Thursday, July 14, 2011

Fun with bisecting

You receive a series to fix an old bug, and the patches apply cleanly to your mainline. It even came with its own test suite to make sure that the fix is correct. It's a maintainer's heaven!

You apply them and run tests, and all seem to go well.

But this series is meant to fix an old bug, so you would want to back-port it on top of an older maintenance branch. After spending some time running "git rebase -i" and resolving conflicts, everything compiles. Victory!

Not so fast. The tests start to fail.

Perhaps you botched the back-porting effort? After merging the older maintenance branch with the series with the tip of the current mainline, you find that it gives the identical result as your earlier attempt to apply the series directly on top of the mainline. There wasn't any mistake in conflict resolution you did.

Now what?
The fix may have exposed an unrelated bug that has been fixed between the older maintenance branch and the current mainline. If this bug really needs to be fixed in the older maintenance branch, the other fix also needs to be back-ported. But you first need to find out which commit fixed the breakage.

 ---o---o---o---o---....---m mainline
      o maint

You can track it down by a (slightly) creative use of "git bisect". We know:
  • f is the fix that breaks something else;
  • When f is merged to m, the other breakage goes away.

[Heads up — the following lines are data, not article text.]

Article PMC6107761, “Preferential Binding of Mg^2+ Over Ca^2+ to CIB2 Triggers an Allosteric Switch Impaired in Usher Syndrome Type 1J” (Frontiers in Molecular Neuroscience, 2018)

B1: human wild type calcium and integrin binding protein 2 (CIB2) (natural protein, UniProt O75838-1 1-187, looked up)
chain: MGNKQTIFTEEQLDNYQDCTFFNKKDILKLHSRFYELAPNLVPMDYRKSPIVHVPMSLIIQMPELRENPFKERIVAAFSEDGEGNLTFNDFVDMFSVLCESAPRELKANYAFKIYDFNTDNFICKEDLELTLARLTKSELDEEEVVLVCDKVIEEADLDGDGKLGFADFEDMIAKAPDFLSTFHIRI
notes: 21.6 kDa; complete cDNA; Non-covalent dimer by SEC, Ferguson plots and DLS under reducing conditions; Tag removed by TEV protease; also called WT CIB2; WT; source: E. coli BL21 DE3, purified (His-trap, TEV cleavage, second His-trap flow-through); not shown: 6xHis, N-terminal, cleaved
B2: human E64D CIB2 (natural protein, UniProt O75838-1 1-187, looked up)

The problem we would want to solve is to find the earliest commit x that makes the tests pass when merged with f; notice that if you merge f with f you get f itself, so the problem becomes:

$ git bisect start
$ git bisect bad m
$ git bisect good f 

and the test you would want to run during bisection is something like

$ git merge --no-commit f
$ make test
$ git reset --hard

That is, try merging the fix f with the candidate commit, run test to see if the candidate fixed the test, and clean up the merge. If you see that the other test is no longer broken, you would say

$ git bisect bad # already fixed

and if you see the other test is still broken, you would say

$ git bisect good # still broken

as we are trying to find the culprit that made the other test pass.

After finding the commit that fixed the unrelated other bug that the original fix exposed, you can merge it to f and then merge it back to the maintenance track.

1 comment:

Sverre Rabbelier said...

The suspense is killing me, which commit had the fix? :P